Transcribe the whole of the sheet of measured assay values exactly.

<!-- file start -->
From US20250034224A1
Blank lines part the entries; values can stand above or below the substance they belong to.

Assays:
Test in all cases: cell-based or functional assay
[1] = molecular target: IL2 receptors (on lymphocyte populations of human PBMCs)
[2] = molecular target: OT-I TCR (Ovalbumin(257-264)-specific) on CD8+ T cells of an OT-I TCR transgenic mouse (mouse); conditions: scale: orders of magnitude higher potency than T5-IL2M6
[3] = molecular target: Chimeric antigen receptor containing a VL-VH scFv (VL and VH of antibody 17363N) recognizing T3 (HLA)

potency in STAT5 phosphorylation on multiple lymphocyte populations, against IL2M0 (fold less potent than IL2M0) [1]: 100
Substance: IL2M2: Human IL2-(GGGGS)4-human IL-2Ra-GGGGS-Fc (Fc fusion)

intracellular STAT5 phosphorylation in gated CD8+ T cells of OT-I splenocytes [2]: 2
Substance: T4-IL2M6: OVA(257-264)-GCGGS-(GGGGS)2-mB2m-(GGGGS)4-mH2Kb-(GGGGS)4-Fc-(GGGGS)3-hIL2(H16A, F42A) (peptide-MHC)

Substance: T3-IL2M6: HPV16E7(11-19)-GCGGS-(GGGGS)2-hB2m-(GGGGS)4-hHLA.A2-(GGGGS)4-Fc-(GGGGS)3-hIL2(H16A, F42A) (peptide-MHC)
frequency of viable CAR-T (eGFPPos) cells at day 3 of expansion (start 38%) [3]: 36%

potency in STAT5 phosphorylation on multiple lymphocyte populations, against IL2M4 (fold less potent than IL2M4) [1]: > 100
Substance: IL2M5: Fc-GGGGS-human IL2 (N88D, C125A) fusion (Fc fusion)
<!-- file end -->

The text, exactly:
From US20250034224A1
Blank lines part the entries; values can stand above or below the substance they belong to.

Assays:
Test in all cases: cell-based or functional assay
[1] = molecular target: IL2 receptors (on lymphocyte populations of human PBMCs)
[2] = molecular target: OT-I TCR (Ovalbumin(257-264)-specific) on CD8+ T cells of an OT-I TCR transgenic mouse (mouse); conditions: scale: orders of magnitude higher potency than T5-IL2M6
[3] = molecular target: Chimeric antigen receptor containing a VL-VH scFv (VL and VH of antibody 17363N) recognizing T3 (HLA)

potency in STAT5 phosphorylation on multiple lymphocyte populations, against IL2M0 (fold less potent than IL2M0) [1]: 100
Substance: IL2M2: Human IL2-(GGGGS)4-human IL-2Ra-GGGGS-Fc (Fc fusion)

intracellular STAT5 phosphorylation in gated CD8+ T cells of OT-I splenocytes [2]: 2
Substance: T4-IL2M6: OVA(257-264)-GCGGS-(GGGGS)2-mB2m-(GGGGS)4-mH2Kb-(GGGGS)4-Fc-(GGGGS)3-hIL2(H16A, F42A) (peptide-MHC)

Substance: T3-IL2M6: HPV16E7(11-19)-GCGGS-(GGGGS)2-hB2m-(GGGGS)4-hHLA.A2-(GGGGS)4-Fc-(GGGGS)3-hIL2(H16A, F42A) (peptide-MHC)
frequency of viable CAR-T (eGFPPos) cells at day 3 of expansion (start 38%) [3]: 36%

potency in STAT5 phosphorylation on multiple lymphocyte populations, against IL2M4 (fold less potent than IL2M4) [1]: > 100
Substance: IL2M5: Fc-GGGGS-human IL2 (N88D, C125A) fusion (Fc fusion)